“Alkyl” refers to a fully saturated monovalent radical containing carbon and hydrogen, and which may be branched or a straight chain. Examples of alkyl groups are methyl, ethyl, n-butyl, t-butyl, n-heptyl, and isopropyl. “Lower alkyl” refers to an alkyl radical of one to six carbon atoms, as exemplified by methyl, ethyl, n-butyl, i-butyl, t-butyl, isoamyl, n-pentyl, and isopentyl.
  • [0040]
    “Alkenyl” refers to monovalent radical containing carbon and hydrogen, which may be branched or a straight chain, and which contains one or more double bonds.
  • [0041]
    “Hydrophilic polymer” as used herein refers to a polymer having moieties soluble in water, which lend to the polymer some degree of water solubility at room temperature. Exemplary hydrophilic polymers include polyvinylpyrrolidone, polyvinylmethylether, polymethyloxazoline, polyethyloxazoline, polyhydroxypropyloxazoline, polyhydroxypropylmethacrylamide, polymethacrylamide, polydimethyl-acrylamide, polyhydroxypropylmethacrylate, polyhydroxyethylacrylate, hydroxymethylcellulose, hydroxyethylcellulose, polyethyleneglycol, polyaspartamide, copolymers of the above-recited polymers, and polyethyleneoxide-polypropylene oxide copolymers. Properties and reactions with many of these polymers are described in U.S. Pat. Nos. 5,395,619 and 5,631,018.
  • [0042]
    “Polymer comprising a reactive functional group” or “polymer comprising a linkage for attachment” refers to a polymer that has been modified, typically but not necessarily, at a terminal end moiety for reaction with another compound to form a covalent linkage. Reaction schemes to functionalize a polymer to have such a reactive functional group of moiety are readily determined by those of skill in the art and/or have been described, for example in U.S. Pat. No. 5,613,018 or by Zalipsky et al., in for example, Eur. Polymer. J., 19(12):1177-1183 (1983); Bioconj. Chem., 4(4):296-299 (1993).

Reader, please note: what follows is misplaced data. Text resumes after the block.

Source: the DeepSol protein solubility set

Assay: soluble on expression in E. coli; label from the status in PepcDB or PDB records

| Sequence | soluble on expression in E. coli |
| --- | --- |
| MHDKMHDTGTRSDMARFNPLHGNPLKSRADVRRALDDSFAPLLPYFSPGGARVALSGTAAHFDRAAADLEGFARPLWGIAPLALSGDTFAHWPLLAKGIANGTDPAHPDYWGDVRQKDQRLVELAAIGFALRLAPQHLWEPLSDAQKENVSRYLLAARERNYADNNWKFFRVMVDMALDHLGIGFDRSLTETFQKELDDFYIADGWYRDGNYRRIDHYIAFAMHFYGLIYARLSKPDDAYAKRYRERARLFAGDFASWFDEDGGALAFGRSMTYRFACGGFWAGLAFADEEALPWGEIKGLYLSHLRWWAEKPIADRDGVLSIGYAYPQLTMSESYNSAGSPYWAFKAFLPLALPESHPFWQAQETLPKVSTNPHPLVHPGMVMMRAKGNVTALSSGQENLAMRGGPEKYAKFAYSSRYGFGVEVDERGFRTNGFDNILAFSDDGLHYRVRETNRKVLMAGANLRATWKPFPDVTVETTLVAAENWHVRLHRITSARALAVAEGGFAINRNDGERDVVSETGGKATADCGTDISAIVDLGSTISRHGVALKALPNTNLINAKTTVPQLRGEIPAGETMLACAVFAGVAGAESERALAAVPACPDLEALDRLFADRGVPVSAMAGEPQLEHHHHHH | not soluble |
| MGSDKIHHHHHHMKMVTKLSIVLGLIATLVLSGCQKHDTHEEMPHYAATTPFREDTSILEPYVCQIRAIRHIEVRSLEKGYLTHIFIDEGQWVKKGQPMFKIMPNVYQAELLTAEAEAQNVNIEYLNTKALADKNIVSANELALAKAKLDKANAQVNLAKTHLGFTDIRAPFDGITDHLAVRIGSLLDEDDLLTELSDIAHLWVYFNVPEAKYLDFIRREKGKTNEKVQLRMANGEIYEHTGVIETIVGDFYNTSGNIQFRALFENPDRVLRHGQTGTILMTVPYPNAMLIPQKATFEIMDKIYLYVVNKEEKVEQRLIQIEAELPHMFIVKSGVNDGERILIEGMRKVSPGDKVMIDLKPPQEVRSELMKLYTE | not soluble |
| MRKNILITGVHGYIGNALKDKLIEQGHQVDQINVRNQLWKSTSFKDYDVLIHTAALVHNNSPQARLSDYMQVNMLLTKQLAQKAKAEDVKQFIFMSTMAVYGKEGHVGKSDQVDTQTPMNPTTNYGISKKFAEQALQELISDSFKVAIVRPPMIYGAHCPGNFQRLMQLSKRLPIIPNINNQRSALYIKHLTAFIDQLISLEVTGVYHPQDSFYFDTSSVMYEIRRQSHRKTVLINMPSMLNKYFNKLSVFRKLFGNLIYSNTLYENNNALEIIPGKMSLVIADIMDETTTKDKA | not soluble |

• [0043]
    “Fast-cleavable PEG” or “PEG-H-DTB-lipid” refer to an mPEG-DTB-lipid where R4 and R6 (see structure in Section IIB below) are hydrogen.
  • [0044]
    “Slow-cleavable PEG” or “PEG-Me-DTB-lipid” refer to an mPEG-DTB-lipid where the dithiobenzyl moiety is hindered by attachment of an alkyl moiety at R4 and/or R6 (see structure in Section IIB below).
  • [0045]
    An “aliphatic disulfide” linkage intends a linkage of the form R′—S—S—R″, where R′ and R″ are linear or branched alkyl chains that may be further substituted.
  • [0046]
    Abbreviations: PEG: polyethylene glycol; mPEG: methoxy-terminated polyethylene glycol; Chol: cholesterol; PC: phosphatidyl choline; PHPC: partially hydrogenated phosphatidyl choline; PHEPC: partially hydrogenated egg phosphatidyl choline; PHSPC: partially hydrogenated soy phosphatidyl choline; DSPE: distearoyl phosphatidyl ethanolamine; APD: 1-amino-2,3-propanediol; DTPA: diethylenetetramine pentaacetic acid; Bn: benzyl; NCL: neutral cationic liposome; FGF: fibroblast growth factor; HDSG; histamine distearoyl glycerol; DOTAP: 1,2-diolelyloxy-3-(trimethylamino)propane; DORIE: N-[1-(2,3,-dioleyloxy)propyl]-N,N-dimethyl-N-hydroxyethylammonium bromide; DOTMA: N-[1-(2,3-dioleyloxy)propyl]-N,N,N-trimethylammonium chloride; DC-Chol:3β[N-(N′,N′-dimethylaminoethane)carbamoyl]cholesterol; DTB: dithiobenzyl; FC-PEG: fast-cleavable PEG; SC-PEG: slow-cleavable PEG; DDAB: dimethyldioctadecylammonium; GC33: N2-[N2,N5-bis(3-aminopropyl)-L-ormithyl]-N,N-dioctadecyl-L-glutamine tetrahydrotrifluoroacetate; EtDTB, ethyl-dithiobenzyl; DOPE, dioleoyl phosphatidylethanolamine.
  • [0000]
    II. Liposome Components